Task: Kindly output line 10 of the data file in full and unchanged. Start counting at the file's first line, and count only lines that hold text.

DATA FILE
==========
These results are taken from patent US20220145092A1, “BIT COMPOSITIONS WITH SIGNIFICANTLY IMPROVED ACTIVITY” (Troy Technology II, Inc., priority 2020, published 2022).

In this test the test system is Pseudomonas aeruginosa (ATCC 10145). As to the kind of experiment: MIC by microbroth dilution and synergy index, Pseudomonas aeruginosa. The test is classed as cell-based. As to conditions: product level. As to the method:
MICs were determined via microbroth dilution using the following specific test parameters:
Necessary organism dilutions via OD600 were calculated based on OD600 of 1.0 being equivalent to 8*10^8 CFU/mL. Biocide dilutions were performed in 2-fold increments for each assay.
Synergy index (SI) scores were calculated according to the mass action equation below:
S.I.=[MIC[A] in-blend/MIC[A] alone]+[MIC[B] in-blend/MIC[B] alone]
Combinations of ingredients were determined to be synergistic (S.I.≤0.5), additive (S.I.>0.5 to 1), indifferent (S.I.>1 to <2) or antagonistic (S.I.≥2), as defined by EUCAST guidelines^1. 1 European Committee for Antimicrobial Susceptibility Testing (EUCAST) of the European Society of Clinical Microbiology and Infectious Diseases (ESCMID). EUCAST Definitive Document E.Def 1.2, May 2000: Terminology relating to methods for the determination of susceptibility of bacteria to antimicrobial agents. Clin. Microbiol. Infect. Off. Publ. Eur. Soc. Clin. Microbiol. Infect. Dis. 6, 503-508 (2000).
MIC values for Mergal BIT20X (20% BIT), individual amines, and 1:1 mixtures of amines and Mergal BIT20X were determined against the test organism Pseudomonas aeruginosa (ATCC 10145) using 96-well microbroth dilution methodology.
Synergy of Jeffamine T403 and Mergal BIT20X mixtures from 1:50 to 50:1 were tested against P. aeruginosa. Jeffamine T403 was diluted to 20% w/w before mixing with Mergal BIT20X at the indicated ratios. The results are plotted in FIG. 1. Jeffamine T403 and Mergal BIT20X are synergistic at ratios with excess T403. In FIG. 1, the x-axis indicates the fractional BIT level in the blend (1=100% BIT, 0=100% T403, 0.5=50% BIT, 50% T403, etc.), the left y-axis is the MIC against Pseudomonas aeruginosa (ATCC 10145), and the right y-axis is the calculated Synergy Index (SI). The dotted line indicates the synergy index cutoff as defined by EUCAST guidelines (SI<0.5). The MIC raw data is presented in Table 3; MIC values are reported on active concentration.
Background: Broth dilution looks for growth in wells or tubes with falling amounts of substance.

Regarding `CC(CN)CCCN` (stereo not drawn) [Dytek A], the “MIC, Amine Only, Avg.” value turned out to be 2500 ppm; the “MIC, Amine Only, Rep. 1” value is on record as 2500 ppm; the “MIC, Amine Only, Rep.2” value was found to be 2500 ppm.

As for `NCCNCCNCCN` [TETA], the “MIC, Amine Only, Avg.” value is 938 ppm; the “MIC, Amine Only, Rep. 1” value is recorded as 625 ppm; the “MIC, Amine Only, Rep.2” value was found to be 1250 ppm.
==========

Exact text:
Background: Broth dilution looks for growth in wells or tubes with falling amounts of substance.